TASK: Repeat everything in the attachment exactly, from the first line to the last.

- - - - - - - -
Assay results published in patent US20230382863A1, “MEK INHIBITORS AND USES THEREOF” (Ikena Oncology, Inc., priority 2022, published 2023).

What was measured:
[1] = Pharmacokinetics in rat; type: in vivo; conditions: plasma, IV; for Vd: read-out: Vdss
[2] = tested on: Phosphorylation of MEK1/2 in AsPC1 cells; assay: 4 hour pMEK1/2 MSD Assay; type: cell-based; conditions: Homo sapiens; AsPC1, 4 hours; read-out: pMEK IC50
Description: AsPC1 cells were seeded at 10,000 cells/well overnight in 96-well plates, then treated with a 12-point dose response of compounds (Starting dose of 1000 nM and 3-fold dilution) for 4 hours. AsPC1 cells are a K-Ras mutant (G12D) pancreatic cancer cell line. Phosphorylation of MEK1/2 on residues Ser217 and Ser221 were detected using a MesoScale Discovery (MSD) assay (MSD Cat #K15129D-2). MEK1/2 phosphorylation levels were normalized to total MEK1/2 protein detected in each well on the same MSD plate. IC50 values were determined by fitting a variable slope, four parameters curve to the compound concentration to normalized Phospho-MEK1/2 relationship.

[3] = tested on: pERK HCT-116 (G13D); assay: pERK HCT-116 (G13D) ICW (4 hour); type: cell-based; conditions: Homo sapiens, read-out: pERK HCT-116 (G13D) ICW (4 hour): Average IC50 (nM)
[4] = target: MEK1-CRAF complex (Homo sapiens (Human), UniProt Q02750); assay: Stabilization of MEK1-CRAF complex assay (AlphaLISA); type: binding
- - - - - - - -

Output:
Assay results published in patent US20230382863A1, “MEK INHIBITORS AND USES THEREOF” (Ikena Oncology, Inc., priority 2022, published 2023).

What was measured:
[1] = Pharmacokinetics in rat; type: in vivo; conditions: plasma, IV; for Vd: read-out: Vdss
[2] = tested on: Phosphorylation of MEK1/2 in AsPC1 cells; assay: 4 hour pMEK1/2 MSD Assay; type: cell-based; conditions: Homo sapiens; AsPC1, 4 hours; read-out: pMEK IC50
Description: AsPC1 cells were seeded at 10,000 cells/well overnight in 96-well plates, then treated with a 12-point dose response of compounds (Starting dose of 1000 nM and 3-fold dilution) for 4 hours. AsPC1 cells are a K-Ras mutant (G12D) pancreatic cancer cell line. Phosphorylation of MEK1/2 on residues Ser217 and Ser221 were detected using a MesoScale Discovery (MSD) assay (MSD Cat #K15129D-2). MEK1/2 phosphorylation levels were normalized to total MEK1/2 protein detected in each well on the same MSD plate. IC50 values were determined by fitting a variable slope, four parameters curve to the compound concentration to normalized Phospho-MEK1/2 relationship.

[3] = tested on: pERK HCT-116 (G13D); assay: pERK HCT-116 (G13D) ICW (4 hour); type: cell-based; conditions: Homo sapiens, read-out: pERK HCT-116 (G13D) ICW (4 hour): Average IC50 (nM)
[4] = target: MEK1-CRAF complex (Homo sapiens (Human), UniProt Q02750); assay: Stabilization of MEK1-CRAF complex assay (AlphaLISA); type: binding